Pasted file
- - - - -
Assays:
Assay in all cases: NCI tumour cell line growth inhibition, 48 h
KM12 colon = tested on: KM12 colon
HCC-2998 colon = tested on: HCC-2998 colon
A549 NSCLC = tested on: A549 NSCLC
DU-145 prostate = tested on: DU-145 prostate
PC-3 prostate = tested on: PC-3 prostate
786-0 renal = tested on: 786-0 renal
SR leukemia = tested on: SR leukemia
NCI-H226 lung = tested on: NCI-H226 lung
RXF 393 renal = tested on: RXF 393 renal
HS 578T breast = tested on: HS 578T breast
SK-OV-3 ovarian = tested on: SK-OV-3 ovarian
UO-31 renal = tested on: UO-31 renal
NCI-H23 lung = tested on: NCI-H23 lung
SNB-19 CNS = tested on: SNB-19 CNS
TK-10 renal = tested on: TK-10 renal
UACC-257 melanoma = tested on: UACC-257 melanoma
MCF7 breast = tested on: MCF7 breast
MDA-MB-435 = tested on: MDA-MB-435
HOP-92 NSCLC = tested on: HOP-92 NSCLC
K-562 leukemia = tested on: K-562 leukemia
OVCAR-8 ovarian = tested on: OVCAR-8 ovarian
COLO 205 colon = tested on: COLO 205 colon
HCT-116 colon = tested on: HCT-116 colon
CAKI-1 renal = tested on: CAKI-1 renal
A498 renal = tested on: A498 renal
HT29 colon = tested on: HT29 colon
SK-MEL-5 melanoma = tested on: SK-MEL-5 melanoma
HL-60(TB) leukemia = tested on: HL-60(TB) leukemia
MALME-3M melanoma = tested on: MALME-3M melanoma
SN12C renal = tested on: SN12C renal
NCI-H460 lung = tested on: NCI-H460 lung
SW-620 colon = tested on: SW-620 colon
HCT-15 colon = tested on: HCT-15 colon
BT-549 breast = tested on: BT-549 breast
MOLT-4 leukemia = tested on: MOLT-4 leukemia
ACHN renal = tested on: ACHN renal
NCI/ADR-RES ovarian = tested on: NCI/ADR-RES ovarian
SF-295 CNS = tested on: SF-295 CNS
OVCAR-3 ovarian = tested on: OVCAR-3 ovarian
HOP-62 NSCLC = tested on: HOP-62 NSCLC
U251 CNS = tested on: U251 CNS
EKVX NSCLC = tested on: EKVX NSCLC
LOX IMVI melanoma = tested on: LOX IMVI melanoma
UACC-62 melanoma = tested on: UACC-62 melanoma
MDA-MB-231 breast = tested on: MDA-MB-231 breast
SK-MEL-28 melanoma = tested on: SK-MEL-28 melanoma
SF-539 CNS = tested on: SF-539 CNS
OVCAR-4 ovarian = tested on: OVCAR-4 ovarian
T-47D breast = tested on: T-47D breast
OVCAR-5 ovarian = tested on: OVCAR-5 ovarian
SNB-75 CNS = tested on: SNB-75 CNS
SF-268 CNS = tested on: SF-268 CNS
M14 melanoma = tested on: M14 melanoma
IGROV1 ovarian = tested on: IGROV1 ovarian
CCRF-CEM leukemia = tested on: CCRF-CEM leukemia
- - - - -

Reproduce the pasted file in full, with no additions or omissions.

Assays:
Assay in all cases: NCI tumour cell line growth inhibition, 48 h
KM12 colon = tested on: KM12 colon
HCC-2998 colon = tested on: HCC-2998 colon
A549 NSCLC = tested on: A549 NSCLC
DU-145 prostate = tested on: DU-145 prostate
PC-3 prostate = tested on: PC-3 prostate
786-0 renal = tested on: 786-0 renal
SR leukemia = tested on: SR leukemia
NCI-H226 lung = tested on: NCI-H226 lung
RXF 393 renal = tested on: RXF 393 renal
HS 578T breast = tested on: HS 578T breast
SK-OV-3 ovarian = tested on: SK-OV-3 ovarian
UO-31 renal = tested on: UO-31 renal
NCI-H23 lung = tested on: NCI-H23 lung
SNB-19 CNS = tested on: SNB-19 CNS
TK-10 renal = tested on: TK-10 renal
UACC-257 melanoma = tested on: UACC-257 melanoma
MCF7 breast = tested on: MCF7 breast
MDA-MB-435 = tested on: MDA-MB-435
HOP-92 NSCLC = tested on: HOP-92 NSCLC
K-562 leukemia = tested on: K-562 leukemia
OVCAR-8 ovarian = tested on: OVCAR-8 ovarian
COLO 205 colon = tested on: COLO 205 colon
HCT-116 colon = tested on: HCT-116 colon
CAKI-1 renal = tested on: CAKI-1 renal
A498 renal = tested on: A498 renal
HT29 colon = tested on: HT29 colon
SK-MEL-5 melanoma = tested on: SK-MEL-5 melanoma
HL-60(TB) leukemia = tested on: HL-60(TB) leukemia
MALME-3M melanoma = tested on: MALME-3M melanoma
SN12C renal = tested on: SN12C renal
NCI-H460 lung = tested on: NCI-H460 lung
SW-620 colon = tested on: SW-620 colon
HCT-15 colon = tested on: HCT-15 colon
BT-549 breast = tested on: BT-549 breast
MOLT-4 leukemia = tested on: MOLT-4 leukemia
ACHN renal = tested on: ACHN renal
NCI/ADR-RES ovarian = tested on: NCI/ADR-RES ovarian
SF-295 CNS = tested on: SF-295 CNS
OVCAR-3 ovarian = tested on: OVCAR-3 ovarian
HOP-62 NSCLC = tested on: HOP-62 NSCLC
U251 CNS = tested on: U251 CNS
EKVX NSCLC = tested on: EKVX NSCLC
LOX IMVI melanoma = tested on: LOX IMVI melanoma
UACC-62 melanoma = tested on: UACC-62 melanoma
MDA-MB-231 breast = tested on: MDA-MB-231 breast
SK-MEL-28 melanoma = tested on: SK-MEL-28 melanoma
SF-539 CNS = tested on: SF-539 CNS
OVCAR-4 ovarian = tested on: OVCAR-4 ovarian
T-47D breast = tested on: T-47D breast
OVCAR-5 ovarian = tested on: OVCAR-5 ovarian
SNB-75 CNS = tested on: SNB-75 CNS
SF-268 CNS = tested on: SF-268 CNS
M14 melanoma = tested on: M14 melanoma
IGROV1 ovarian = tested on: IGROV1 ovarian
CCRF-CEM leukemia = tested on: CCRF-CEM leukemia